Madame Bovary – Chabrol

February 20, 2010

In a post several years ago, I commented negatively on Claude Chabrol’s take on Madame Bovary, saying it was too faithful to the book to be interesting.  It seemed a slow-paced, Masterpiece Theater sort of treatment.  On watching it again, I’m not so sure.

A lot of reviewers felt as I did, and the film is not rated among Chabrol’s finest.  Yes, Isabelle Huppert is too old for the character, and her light hair and freckles are not Emma at all, but she’s lovely.  More interesting, is the complaint I read in many places that she, and the film, are too cold, controlled, lacking the sentimental passion of Emma, the passion that destroys her.

Certainly the film is restrained. Consider the scene in which Emma meets her old (Platonic) flame, Léon, in the Rouen cathedral, and he takes her for a ride in a hired cab.  He tells the driver to drive through the streets of the town,  and the citizens of the fair city are left to puzzle over this meandering cab that occasionally rocks back and forth rather wildly.  Inside, rapturous lovemaking.  The action is described in an almost cinematic way, yet the film gives us just this, with one brief glimpse of passion:

Not much for a literary passage that surely inspired the passionate sex-in-the-backseat scene of that masterpiece, Titanic.  The sculptural group on the right in the image above is a nice touch, though.

Still, I think Chabrol is on to something here.  The crucial thing about the novel is the control of tone – a touchstone of Flaubert’s writing.  Emma is shallow and sentimental, and a prey to passion, but it’s childish passion.  On the other hand, she’s an adult, a woman who is trapped in a dull marriage in a dull town in a dull epoch, and it’s not her fault.  Another woman who is the victim of men, and she knows it.  In the film, she comments frequently on things men might do that a woman has no chance of doing.  She sees her situation clearly, and she wants to rebel against it, yet she is fiercely restrained by her own ingrained sense of social propriety. [Compare to Flaubert’s other sentimental “hero,” Frederic Moreau.]  She was never a wanton bohemian or heedless character, at least not at first.  She must calculate – as a woman, she is always being watched.  In that sense, Huppert’s portrayal is just right.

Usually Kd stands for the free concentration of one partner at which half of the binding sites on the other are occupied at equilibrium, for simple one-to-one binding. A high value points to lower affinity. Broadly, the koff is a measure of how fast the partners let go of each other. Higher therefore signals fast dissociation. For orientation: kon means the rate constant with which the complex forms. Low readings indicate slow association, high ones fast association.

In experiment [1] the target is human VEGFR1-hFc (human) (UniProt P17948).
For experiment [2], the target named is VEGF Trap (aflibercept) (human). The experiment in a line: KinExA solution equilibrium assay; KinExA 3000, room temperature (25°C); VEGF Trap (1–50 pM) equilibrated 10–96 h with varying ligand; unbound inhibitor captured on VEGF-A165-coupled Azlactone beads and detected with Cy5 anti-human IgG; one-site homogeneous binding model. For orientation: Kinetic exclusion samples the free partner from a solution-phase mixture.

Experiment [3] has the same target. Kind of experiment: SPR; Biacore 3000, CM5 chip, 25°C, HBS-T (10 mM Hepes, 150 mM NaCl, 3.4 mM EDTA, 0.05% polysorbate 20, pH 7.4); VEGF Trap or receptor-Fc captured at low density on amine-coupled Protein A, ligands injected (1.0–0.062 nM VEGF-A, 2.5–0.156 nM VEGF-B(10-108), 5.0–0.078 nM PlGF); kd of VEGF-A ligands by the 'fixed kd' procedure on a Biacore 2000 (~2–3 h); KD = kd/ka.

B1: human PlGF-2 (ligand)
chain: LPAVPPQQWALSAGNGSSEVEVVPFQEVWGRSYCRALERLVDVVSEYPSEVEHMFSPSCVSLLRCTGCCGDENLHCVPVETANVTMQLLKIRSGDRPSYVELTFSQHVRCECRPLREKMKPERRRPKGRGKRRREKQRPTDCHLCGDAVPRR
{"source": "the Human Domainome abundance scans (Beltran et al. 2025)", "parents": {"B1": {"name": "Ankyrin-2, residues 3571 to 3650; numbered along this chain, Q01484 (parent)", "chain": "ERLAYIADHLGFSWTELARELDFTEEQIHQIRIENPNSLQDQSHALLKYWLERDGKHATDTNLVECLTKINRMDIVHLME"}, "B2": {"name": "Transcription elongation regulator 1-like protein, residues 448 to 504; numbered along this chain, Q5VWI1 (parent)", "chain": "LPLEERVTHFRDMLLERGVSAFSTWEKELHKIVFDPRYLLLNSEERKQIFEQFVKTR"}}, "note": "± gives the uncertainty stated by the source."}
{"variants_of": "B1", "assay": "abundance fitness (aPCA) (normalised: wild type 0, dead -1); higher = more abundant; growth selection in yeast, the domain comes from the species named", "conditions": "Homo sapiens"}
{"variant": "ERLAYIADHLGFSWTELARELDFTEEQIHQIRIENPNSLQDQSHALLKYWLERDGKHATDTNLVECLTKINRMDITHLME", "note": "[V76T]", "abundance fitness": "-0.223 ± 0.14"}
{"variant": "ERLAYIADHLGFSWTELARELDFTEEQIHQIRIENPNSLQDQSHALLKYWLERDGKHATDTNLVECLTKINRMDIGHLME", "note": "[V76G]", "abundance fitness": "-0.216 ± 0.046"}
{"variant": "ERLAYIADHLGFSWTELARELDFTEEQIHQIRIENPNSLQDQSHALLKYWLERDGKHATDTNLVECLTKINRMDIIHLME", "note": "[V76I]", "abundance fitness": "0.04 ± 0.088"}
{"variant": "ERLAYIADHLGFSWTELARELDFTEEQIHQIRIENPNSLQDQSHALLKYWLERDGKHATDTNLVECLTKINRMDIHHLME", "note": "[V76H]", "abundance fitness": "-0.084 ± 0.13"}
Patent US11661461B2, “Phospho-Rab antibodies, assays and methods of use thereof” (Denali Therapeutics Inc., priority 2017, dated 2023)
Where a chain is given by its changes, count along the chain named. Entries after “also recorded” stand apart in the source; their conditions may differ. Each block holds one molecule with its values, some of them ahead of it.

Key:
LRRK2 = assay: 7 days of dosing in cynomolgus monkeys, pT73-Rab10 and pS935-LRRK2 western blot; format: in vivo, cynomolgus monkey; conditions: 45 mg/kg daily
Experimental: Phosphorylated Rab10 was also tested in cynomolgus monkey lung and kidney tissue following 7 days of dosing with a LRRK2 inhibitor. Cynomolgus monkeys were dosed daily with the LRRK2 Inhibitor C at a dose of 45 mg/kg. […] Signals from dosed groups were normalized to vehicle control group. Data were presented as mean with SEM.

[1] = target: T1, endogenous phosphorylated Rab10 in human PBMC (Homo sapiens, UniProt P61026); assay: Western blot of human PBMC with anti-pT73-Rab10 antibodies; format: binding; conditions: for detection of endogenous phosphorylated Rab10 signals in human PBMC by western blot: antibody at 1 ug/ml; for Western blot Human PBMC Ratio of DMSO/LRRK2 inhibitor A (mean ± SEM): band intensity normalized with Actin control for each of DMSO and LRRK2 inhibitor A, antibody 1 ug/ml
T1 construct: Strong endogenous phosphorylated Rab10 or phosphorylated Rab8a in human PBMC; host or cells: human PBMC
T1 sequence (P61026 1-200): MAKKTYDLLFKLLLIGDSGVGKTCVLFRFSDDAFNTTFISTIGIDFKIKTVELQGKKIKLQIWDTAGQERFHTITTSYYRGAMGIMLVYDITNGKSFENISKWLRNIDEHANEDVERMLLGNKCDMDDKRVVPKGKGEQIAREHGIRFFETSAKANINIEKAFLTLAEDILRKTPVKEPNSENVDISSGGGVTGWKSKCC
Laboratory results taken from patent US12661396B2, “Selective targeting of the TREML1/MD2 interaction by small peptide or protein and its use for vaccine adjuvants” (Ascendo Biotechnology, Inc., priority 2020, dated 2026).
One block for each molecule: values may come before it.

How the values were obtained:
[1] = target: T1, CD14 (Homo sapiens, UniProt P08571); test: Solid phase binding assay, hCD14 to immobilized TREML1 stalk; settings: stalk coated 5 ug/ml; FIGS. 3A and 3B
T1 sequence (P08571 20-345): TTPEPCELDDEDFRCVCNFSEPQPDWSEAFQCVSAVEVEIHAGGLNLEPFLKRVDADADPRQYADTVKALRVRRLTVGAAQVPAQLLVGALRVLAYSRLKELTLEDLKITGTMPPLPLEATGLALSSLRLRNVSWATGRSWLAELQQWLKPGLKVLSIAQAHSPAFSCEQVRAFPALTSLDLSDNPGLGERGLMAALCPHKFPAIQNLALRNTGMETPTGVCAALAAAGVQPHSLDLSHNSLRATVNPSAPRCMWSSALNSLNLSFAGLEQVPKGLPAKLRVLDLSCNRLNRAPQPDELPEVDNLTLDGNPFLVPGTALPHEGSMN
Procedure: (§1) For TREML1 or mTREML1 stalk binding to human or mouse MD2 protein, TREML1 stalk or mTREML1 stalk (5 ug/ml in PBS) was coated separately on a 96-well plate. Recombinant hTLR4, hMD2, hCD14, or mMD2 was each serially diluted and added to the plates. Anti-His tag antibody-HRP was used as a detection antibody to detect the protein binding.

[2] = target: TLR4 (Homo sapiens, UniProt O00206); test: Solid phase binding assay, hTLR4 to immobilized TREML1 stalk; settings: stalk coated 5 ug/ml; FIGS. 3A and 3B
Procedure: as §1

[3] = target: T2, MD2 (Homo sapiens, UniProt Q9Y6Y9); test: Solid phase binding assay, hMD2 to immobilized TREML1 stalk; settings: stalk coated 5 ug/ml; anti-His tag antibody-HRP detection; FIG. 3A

Emma’s passionate nature is displayed before her marriage.  She has no hesitation at sucking her pricked finger despite the presence of Charles, the doctor.  Later, when their marriage is in the offing, she drinks a liquer with more than the normal relish, sticking her tongue into the glass to get the last drop.  After marriage, as her boredom and disposable income grow, her clothes get more and more elaborate.

On the left, Charles Bovary, the oafish husband.  On the right, Homais, the pharmacist, the man of reason.  His tiresome and superficial political, scientific, and philosophical patter are an ironic counterpoint throughout much of the story.  Even when you share his opinions about the clergy, the gentry, the capitalists, you want to throttle him to shut him up.  His stupid grasping for acclaim leads him to stampede Charles into a foolish and disastrous operation on a well young man who happens to have a club foot that needs “correcting.”

Is Charles the hero of the novel?  In a way, he is.  Only he has genuine, sincere, and deep emotional responses to his situation.  He is not the sharpest tool in the shed, but he truly loves Emma, though he can’t make her happy with that.

Emma is tempted by the local notary’s assistant, Léon, a callow and romantic young man who is obviously in love with her.  She seeks spiritual help from the local priest in one of the most powerful passages of the novel.  The priest is absolutely tonedeaf to what ails her.  She has fine clothes, food, fire to warm her – the notion that she could be gravely suffering is totally alien to his mind and he shoos her away to deal with the urchins who must learn their stultifying catechism.  “What is a Christian?”  “One who is born and baptized!”  A fine verbal irony, pointing out the total lack of Christian love that comes Emma’s way in the church.

There’s not much to do if you live in a small French town in 1840, but the local aristocrat gives a grand ball and invites the Bovarys since Charles cured his abscess.   The waltz is absolutely dizzying, especially for a relative novice.  Emma says it was the most beautiful day of her life, and she daydreams about it endlessly.  At least the local draper, always willing to sell on credit, has some beautiful fabrics to show her to occupy her mind.